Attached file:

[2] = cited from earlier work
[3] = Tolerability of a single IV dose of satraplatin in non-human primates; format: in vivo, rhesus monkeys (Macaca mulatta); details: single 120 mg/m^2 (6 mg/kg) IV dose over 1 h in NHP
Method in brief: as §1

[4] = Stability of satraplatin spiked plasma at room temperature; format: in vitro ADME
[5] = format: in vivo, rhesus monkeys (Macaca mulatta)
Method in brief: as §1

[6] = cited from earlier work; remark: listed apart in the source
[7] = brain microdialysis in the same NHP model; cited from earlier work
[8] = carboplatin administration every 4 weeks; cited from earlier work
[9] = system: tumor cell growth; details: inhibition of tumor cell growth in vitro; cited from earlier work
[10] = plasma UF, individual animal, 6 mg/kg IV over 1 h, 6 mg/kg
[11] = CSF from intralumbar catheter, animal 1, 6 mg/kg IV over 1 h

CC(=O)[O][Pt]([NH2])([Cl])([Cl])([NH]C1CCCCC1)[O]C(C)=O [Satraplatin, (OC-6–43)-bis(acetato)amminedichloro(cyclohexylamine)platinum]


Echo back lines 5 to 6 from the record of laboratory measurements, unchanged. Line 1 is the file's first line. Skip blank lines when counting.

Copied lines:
[5] = format: in vivo, rhesus monkeys (Macaca mulatta)
Method in brief: as §1